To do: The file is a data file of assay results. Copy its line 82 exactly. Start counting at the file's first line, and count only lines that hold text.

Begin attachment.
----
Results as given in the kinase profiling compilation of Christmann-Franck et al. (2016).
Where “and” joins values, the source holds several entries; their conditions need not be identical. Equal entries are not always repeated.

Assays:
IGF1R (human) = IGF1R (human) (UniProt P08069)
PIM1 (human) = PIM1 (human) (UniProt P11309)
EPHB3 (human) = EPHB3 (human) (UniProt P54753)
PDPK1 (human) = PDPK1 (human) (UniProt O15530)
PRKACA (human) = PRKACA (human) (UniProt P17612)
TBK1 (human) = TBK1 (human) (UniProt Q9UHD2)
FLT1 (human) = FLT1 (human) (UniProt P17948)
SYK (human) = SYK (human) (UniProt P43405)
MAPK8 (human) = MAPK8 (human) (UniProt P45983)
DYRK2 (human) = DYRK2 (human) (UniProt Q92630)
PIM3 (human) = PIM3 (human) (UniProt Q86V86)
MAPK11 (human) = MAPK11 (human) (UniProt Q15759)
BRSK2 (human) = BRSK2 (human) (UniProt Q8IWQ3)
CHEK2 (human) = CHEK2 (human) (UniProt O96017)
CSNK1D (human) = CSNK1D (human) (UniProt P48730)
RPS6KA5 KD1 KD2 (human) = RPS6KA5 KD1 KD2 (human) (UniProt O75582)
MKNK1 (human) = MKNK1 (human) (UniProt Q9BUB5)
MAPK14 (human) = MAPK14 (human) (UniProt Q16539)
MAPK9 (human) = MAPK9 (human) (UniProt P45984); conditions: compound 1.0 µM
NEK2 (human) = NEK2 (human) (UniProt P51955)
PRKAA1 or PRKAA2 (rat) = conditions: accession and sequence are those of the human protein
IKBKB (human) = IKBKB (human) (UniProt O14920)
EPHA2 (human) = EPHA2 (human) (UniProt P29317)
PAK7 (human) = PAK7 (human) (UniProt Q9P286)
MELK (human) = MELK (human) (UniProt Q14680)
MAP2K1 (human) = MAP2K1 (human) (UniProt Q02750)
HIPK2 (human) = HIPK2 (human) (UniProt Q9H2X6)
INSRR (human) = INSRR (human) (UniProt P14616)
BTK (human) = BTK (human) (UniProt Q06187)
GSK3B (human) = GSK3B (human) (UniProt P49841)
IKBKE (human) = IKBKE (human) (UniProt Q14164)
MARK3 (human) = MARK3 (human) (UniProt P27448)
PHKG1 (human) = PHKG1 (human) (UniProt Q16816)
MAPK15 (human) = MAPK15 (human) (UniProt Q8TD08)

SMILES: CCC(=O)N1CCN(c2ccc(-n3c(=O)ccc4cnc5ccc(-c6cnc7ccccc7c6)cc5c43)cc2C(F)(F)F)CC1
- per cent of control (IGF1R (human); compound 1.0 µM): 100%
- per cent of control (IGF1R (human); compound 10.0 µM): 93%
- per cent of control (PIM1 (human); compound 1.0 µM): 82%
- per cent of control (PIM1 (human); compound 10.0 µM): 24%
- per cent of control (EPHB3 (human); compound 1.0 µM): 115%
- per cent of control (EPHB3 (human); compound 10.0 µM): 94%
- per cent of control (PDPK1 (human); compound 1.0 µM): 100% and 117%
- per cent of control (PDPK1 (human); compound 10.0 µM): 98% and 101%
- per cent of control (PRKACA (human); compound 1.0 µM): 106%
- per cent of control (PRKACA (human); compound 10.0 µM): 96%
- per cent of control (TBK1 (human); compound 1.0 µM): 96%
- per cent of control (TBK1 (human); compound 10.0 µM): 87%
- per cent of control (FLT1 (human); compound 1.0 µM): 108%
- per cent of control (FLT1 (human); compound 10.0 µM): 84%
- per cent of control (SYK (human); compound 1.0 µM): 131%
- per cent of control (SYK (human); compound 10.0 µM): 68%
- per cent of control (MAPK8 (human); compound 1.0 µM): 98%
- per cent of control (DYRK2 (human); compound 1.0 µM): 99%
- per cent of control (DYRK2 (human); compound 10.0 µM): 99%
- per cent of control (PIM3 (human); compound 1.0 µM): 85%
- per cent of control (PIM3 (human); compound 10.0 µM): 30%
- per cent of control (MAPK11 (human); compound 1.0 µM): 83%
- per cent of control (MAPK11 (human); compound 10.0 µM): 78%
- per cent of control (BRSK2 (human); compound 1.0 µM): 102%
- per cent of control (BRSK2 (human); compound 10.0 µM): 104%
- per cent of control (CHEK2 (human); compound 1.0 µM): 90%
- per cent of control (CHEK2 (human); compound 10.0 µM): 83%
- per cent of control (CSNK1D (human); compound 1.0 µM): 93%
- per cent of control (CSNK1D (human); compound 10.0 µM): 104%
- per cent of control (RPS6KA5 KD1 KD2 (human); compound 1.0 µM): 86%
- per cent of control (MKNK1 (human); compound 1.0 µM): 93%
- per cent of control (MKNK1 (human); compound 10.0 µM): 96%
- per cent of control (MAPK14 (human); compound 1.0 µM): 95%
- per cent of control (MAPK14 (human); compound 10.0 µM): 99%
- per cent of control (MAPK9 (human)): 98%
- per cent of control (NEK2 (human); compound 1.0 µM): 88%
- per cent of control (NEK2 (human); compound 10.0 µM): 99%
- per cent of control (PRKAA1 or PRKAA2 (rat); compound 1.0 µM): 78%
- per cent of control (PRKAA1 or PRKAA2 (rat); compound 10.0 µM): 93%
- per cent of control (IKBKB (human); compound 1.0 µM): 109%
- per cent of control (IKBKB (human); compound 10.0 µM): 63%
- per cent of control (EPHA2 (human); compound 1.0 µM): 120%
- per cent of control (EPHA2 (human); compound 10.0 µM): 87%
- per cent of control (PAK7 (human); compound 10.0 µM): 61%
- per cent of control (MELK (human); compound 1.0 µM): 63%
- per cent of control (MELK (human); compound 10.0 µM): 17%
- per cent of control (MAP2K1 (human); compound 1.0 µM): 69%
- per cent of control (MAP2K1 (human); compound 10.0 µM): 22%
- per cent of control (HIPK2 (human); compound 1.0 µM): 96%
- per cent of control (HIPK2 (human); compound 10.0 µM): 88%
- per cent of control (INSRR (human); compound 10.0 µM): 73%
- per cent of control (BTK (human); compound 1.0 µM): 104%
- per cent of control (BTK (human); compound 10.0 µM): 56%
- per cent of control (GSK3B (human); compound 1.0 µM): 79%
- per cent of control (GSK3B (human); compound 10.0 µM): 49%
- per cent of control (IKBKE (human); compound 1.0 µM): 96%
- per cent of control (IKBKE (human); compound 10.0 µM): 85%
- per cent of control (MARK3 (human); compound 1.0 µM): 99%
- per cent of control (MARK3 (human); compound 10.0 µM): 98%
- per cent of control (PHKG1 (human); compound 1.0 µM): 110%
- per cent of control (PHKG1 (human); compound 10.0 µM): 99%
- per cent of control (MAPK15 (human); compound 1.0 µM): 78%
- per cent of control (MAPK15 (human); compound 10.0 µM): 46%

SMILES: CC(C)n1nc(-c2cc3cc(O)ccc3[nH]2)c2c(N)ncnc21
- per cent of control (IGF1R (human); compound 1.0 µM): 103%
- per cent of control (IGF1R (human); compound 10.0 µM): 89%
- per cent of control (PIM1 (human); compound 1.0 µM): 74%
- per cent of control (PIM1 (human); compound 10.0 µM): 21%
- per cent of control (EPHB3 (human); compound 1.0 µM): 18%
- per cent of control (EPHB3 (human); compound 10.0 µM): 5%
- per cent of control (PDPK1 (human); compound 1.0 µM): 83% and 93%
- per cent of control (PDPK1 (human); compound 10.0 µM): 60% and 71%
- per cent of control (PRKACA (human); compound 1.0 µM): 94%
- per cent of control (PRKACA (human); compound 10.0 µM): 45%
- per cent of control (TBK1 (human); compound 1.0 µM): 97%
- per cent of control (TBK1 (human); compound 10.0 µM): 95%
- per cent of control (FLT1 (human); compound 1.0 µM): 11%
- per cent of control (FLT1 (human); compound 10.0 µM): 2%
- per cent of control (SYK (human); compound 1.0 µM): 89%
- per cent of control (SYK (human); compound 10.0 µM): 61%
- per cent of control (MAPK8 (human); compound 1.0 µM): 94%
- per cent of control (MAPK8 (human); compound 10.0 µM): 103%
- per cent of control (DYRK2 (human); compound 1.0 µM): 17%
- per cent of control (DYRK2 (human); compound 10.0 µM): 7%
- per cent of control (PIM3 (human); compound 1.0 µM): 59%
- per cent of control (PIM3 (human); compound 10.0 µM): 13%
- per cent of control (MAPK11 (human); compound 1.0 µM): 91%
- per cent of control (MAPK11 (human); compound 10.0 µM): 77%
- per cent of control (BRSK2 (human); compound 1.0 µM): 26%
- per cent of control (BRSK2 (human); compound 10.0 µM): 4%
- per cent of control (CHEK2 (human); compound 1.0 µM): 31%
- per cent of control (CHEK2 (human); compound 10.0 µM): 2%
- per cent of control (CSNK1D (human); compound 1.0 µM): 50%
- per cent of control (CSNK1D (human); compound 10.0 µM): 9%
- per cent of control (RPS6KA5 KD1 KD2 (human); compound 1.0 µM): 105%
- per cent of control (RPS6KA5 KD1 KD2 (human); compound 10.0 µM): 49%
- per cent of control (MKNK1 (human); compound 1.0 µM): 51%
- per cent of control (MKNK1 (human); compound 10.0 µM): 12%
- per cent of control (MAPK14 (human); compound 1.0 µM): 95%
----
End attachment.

- per cent of control (PAK7 (human); compound 10.0 µM): 61%